The Occupy Wall Street protests have come and mostly gone, and whether they continue to have an impact or not, they have brought an astounding fact to the public’s attention: a mere 1 percent of Americans own just under half of the country’s financial assets and other investments. America, it would seem, is less equitable than ever, thanks to our no-holds-barred capitalist system.
But at another level, something different has been quietly brewing in recent decades: more and more Americans are involved in co-ops, worker-owned companies and other alternatives to the traditional capitalist model. We may, in fact, be moving toward a hybrid system, something different from both traditional capitalism and socialism, without anyone even noticing.
Some 130 million Americans, for example, now participate in the ownership of co-op businesses and credit unions. More than 13 million Americans have become worker-owners of more than 11,000 employee-owned companies, six million more than belong to private-sector unions.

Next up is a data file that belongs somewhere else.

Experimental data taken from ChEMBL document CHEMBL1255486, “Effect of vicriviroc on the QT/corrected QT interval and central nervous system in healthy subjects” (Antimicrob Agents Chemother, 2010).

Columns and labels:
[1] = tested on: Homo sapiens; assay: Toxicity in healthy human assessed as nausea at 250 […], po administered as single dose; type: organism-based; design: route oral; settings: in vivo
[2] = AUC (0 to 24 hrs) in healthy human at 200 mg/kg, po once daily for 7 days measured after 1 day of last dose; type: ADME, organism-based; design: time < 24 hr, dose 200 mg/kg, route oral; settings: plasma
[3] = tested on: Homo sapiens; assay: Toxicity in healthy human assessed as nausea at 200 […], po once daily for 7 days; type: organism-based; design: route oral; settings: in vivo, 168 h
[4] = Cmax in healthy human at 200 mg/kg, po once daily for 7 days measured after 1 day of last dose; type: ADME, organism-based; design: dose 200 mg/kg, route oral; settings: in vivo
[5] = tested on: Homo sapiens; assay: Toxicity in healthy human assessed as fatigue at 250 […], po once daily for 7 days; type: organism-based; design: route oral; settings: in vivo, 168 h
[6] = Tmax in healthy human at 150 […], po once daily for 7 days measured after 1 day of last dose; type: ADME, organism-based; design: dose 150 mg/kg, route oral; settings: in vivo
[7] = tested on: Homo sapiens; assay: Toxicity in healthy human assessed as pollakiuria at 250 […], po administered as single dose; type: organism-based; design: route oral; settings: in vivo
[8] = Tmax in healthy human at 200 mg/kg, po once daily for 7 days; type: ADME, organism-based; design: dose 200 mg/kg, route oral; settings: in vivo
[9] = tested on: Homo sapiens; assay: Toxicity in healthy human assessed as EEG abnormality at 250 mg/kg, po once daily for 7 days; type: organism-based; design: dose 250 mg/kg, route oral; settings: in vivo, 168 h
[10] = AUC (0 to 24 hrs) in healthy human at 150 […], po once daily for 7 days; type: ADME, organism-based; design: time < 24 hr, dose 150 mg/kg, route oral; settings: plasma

And worker-owned companies make a difference. In Cleveland, for instance, an integrated group of worker-owned companies, supported in part by the purchasing power of large hospitals and universities, has taken the lead in local solar-panel installation, “green” institutional laundry services and a commercial hydroponic greenhouse capable of producing more than three million heads of lettuce a year.